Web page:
Toyota’s flagship sedan, the Avalon, not only got a complete makeover just last year; it also now includes a hybrid version for the first time -- using the same gasoline engine/electric motor combination as the Camry hybrid.The revised Avalon has the same underlying architecture as the newest generation of the midsize Camry sedan, which debuted a year earlier.Avalon prices for 2014 begin at $31,340 (plus $810 freight) for the base XLE V-6 gasoline model. Other gas-only versions are the XLE Premium ($33,195), XLE Touring ($35,000), and the top-of-the-line Limited ($39,650), which was our test vehicle for the week..Hybrid models begin at $35,555 for the XLE Premium. It has everything that the XLE Premium gasoline model has, but substitutes the 2.5-liter gasoline engine/electric-motor hybrid-drive system for the V-6 engine. This ends up adding $2,360 to the price.There are two other hybrid models: The XLE Touring ($36,750); and the Limited ($41,400), both of which are up $1,750 from their corresponding non-hybrid models. Toyota says the price differences between the gasoline-only and hybrid models are the lowest among the company’s growing hybrid fleet.Hybrid models are differentiated by blue-trimmed Toyota logos at the front and rear, hybrid badges on the trunk lid and front doors, and a hidden exhaust outlet. There are two special hybrid exterior colors: Moulin Rouge Mica and Champagne Mica. Three interior color themes are available: almond, light gray and black.EPA ratings for the gasoline models are 21 mpg city/31 highway/25 combined. All gas-only models, including our Limited tester, come with the 3.5-liter V-6 engine. It cranks out 268 horsepower and 248 foot-pounds of torque, and is connected to a six-speed automatic transmission.Hybrid mileage ratings are 40 city/39 highway/40 combined. The gasoline engine has 153 horsepower alone, but combined with the electric drive motor, there is a total of 200 horsepower. With the motor boosting the engine, the car can go from zero-60 mph in eight seconds, Toyota says.The hybrid uses a continuously variable automatic transmission, rather than the conventional six-speed used in the regular gasoline Avalon. Power for the electric motor comes from a compact 244.8-volt nickel-metal-hydride battery pack between the trunk and the rear seat; the car’s regular 12-volt battery is in the trunk, as well. The hybrid battery ends up taking away part of the trunk – the hybrid Avalon has 14 cubic feet of cargo space, while the non-hybrid model has a generous 16 cubic feet.While the hybrid’s overall horsepower is considerably less than that of the V-6 gasoline model, the car has the feel of a V-6. That’s because of the torque provided by the electric motor, which is designed to kick in extra power when needed, such as for passing or merging into traffic.Our V-6 gave our test vehicle plenty of pep, with seamless passing, merging and hill-climbing. We earlier tested the hybrid, as well, and found it to be nearly as powerful as the gasoline model when power was important, such as overtaking or merging onto a freeway from an uphill ramp.The ride was smooth, even over railroad crossings and some bumpy country roads, and at all times, the interior was very quiet.This is the "most American" Avalon yet, Toyota says. It was completely developed and designed in the United States to appeal to American consumer tastes, and it’s built in the same factory with the Camry in Kentucky. Design work was done at Toyota’s Calty centers in California and Michigan; engineering came from the Toyota Technical Center in Ann Arbor, Mich.Standard features on the entry XLE gasoline model include power-adjustable/heated leather front seats, 17-inch aluminum-alloy wheels, a touch-screen audio system, smart key with pushbutton start, and heated outside mirrors with integrated turn signals. This model is not offered with the hybrid system. The XLE Premium, which is the second model from the bottom for gasoline versions, and the base model for the hybrids, has all of the features of the XLE, but adds such extras as a backup camera and moon roof.With the XLE Touring model, add-ons include 18-inch alloy wheels, a display audio/navigation system with Toyota’s Entune system, a blind-spot monitoring system with rear cross-traffic alert, and steering-column paddle shifters for the automatic transmission (gasoline model only).Extras that came with our Limited model included heated/ventilated/perforated-leather front seats, a JBL premium hard-disk-drive audio system with satellite radio, Toyota’s Safety Connect (similar to GM’s OnStar), rear-seat heaters, a rear sunshade, three-zone automatic climate control, puddle lamps, high-intensity-discharge headlights, and LED daytime running lights.Up to five people can ride in the Avalon, four quite comfortably. I found the front bucket seats to be restful even on a long drive, and rear passengers had plenty of legroom even when the front seats were back far enough on their tracks to accommodate larger folks up front. Interior door panels are covered with synthetic leather.But the middle of the back seat is tight for an adult, mostly because the seatbelt receptacles limit the width of the position. There is a pull-down armrest that provides two cupholders, but with that folded up to accommodate a child seat or a passenger, there are no rear cupholders. The door pockets, front and rear, do not have bottle holders. There are map pockets in the backs of the front seats, though, which could hold a drink bottle. There are several storage areas, including a center console with an "eBin" tray, designed to hold two portable electronic devices side by side – his and hers cellphones, or a phone and an iPod, for instance.On our vehicle, the area included the optional wireless recharging system ($200) for phones that have that capability. There also were USB and auxiliary inputs and a 12-volt outlet in the tray, which has LED illumination. There is a storage box underneath where the devices can be hidden away.My iPhone linked easily to the audio system through the Bluetooth connection, bringing my music to the great speakers in the Avalon.Safety features include electronic stability control with traction control; four-wheel antilock disc brakes, with electronic brake-force distribution and brake assist; Toyota’s Smart Stop brake-override system; blind-spot monitors on both sides of the car, along with a cross-traffic safety alert and backup camera; and front seat-mounted side air bags, front knee air bags, and roof-mounted side-curtain air bags for both rows.Other options on our tester included the Technology Package ($1,750), which brought the pre-collision system with adaptive (radar) cruise control, and automatic high beams; carpeted floor and trunk mats ($225); alloy-wheel locks ($81); and rear-bumper appliqué ($69).Total sticker price for our gasoline-only Avalon Limited was $42,785, including freight and options.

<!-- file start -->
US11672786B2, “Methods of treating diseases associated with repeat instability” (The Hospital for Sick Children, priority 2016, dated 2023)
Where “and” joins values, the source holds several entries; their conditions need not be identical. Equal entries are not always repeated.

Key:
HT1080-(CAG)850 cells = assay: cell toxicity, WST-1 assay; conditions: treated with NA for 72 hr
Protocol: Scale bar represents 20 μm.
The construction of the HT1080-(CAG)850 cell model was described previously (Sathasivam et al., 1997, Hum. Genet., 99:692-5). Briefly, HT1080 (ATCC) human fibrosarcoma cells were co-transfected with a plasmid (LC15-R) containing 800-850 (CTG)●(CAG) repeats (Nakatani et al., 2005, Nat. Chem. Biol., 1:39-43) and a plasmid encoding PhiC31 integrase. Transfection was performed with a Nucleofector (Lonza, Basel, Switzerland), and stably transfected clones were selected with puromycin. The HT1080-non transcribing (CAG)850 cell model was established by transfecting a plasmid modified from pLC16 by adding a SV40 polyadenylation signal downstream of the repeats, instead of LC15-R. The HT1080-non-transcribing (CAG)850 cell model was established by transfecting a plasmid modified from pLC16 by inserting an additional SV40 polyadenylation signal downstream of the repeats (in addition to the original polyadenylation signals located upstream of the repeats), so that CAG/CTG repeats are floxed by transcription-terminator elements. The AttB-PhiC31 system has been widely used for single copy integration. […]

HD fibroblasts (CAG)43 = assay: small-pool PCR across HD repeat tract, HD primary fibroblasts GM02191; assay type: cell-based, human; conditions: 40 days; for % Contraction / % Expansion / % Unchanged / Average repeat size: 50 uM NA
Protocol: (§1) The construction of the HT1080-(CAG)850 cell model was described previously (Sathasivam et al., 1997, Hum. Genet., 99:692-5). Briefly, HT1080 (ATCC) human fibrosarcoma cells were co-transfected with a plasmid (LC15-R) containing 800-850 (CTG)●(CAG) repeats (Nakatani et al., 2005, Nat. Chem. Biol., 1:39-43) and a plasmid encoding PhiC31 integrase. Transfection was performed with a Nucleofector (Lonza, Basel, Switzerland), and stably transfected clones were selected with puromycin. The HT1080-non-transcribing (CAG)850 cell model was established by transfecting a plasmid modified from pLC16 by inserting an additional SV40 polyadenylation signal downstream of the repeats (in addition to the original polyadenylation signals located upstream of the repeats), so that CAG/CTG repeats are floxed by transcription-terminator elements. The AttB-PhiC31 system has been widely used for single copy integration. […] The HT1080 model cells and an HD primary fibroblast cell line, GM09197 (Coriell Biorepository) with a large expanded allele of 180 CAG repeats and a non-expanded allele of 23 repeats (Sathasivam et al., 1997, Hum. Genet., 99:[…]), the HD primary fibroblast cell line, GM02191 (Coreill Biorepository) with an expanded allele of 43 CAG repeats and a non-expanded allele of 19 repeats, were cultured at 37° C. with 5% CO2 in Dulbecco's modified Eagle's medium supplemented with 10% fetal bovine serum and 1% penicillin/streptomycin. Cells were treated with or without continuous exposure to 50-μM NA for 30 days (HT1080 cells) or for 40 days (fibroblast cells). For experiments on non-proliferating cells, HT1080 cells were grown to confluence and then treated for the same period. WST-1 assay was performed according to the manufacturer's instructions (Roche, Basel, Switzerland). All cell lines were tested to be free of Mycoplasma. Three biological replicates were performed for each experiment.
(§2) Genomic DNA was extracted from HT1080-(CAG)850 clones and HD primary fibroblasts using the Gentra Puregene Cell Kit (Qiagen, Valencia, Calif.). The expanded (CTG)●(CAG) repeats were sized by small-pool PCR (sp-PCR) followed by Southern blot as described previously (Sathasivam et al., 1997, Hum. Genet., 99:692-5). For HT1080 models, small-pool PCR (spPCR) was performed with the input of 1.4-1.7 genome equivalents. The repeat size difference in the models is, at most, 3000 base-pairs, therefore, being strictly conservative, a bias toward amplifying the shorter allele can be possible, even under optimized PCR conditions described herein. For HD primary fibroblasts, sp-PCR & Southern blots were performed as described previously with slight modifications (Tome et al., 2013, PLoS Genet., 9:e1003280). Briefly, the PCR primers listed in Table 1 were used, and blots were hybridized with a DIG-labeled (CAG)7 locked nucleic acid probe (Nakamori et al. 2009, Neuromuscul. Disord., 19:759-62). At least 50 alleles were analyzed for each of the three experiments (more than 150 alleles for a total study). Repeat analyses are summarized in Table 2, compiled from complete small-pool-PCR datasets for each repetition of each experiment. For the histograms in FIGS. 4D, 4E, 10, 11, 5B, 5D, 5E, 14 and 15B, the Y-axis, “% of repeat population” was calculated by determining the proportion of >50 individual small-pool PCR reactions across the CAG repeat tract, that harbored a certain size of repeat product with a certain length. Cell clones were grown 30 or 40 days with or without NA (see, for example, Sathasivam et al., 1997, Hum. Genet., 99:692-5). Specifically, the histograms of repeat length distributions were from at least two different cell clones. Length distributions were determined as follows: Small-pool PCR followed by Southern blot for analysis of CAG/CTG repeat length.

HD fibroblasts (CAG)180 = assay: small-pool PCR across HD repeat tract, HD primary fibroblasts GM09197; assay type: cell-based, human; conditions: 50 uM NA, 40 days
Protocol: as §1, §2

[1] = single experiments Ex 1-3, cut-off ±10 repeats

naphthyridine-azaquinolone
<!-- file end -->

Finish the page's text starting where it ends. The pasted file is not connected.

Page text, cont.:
The automotive columns of G. Chambers Williams III have appeared regularly in the Star-Telegram since 1994. Contact him at email@example.com.